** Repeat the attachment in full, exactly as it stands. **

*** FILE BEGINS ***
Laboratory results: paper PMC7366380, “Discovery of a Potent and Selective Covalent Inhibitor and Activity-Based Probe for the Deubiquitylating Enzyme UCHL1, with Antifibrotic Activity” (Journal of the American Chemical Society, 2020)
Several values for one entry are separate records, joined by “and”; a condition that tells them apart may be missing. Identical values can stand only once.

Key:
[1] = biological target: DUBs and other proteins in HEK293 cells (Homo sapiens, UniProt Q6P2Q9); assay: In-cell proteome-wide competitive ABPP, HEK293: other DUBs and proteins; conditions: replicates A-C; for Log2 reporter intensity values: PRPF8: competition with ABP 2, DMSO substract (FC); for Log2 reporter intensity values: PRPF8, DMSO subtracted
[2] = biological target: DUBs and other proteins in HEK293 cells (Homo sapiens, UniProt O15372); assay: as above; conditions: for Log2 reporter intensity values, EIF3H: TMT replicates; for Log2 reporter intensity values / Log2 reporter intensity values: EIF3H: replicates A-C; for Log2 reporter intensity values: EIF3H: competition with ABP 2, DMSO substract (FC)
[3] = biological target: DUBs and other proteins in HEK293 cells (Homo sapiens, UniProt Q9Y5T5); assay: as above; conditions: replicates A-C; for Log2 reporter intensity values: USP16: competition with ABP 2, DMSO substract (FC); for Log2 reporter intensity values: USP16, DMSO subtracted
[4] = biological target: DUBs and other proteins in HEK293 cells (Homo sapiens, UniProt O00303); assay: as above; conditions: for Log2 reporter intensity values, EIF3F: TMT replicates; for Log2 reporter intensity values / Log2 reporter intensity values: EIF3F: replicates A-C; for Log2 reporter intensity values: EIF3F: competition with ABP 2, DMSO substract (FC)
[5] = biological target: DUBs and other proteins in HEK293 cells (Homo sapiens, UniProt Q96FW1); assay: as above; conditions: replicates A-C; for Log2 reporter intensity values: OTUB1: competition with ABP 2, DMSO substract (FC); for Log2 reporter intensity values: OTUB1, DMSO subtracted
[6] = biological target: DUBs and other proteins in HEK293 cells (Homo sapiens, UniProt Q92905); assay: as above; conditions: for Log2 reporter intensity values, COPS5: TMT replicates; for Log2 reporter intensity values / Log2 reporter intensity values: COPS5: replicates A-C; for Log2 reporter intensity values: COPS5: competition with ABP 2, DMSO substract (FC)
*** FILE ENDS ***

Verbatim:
Laboratory results: paper PMC7366380, “Discovery of a Potent and Selective Covalent Inhibitor and Activity-Based Probe for the Deubiquitylating Enzyme UCHL1, with Antifibrotic Activity” (Journal of the American Chemical Society, 2020)
Several values for one entry are separate records, joined by “and”; a condition that tells them apart may be missing. Identical values can stand only once.

Key:
[1] = biological target: DUBs and other proteins in HEK293 cells (Homo sapiens, UniProt Q6P2Q9); assay: In-cell proteome-wide competitive ABPP, HEK293: other DUBs and proteins; conditions: replicates A-C; for Log2 reporter intensity values: PRPF8: competition with ABP 2, DMSO substract (FC); for Log2 reporter intensity values: PRPF8, DMSO subtracted
[2] = biological target: DUBs and other proteins in HEK293 cells (Homo sapiens, UniProt O15372); assay: as above; conditions: for Log2 reporter intensity values, EIF3H: TMT replicates; for Log2 reporter intensity values / Log2 reporter intensity values: EIF3H: replicates A-C; for Log2 reporter intensity values: EIF3H: competition with ABP 2, DMSO substract (FC)
[3] = biological target: DUBs and other proteins in HEK293 cells (Homo sapiens, UniProt Q9Y5T5); assay: as above; conditions: replicates A-C; for Log2 reporter intensity values: USP16: competition with ABP 2, DMSO substract (FC); for Log2 reporter intensity values: USP16, DMSO subtracted
[4] = biological target: DUBs and other proteins in HEK293 cells (Homo sapiens, UniProt O00303); assay: as above; conditions: for Log2 reporter intensity values, EIF3F: TMT replicates; for Log2 reporter intensity values / Log2 reporter intensity values: EIF3F: replicates A-C; for Log2 reporter intensity values: EIF3F: competition with ABP 2, DMSO substract (FC)
[5] = biological target: DUBs and other proteins in HEK293 cells (Homo sapiens, UniProt Q96FW1); assay: as above; conditions: replicates A-C; for Log2 reporter intensity values: OTUB1: competition with ABP 2, DMSO substract (FC); for Log2 reporter intensity values: OTUB1, DMSO subtracted
[6] = biological target: DUBs and other proteins in HEK293 cells (Homo sapiens, UniProt Q92905); assay: as above; conditions: for Log2 reporter intensity values, COPS5: TMT replicates; for Log2 reporter intensity values / Log2 reporter intensity values: COPS5: replicates A-C; for Log2 reporter intensity values: COPS5: competition with ABP 2, DMSO substract (FC)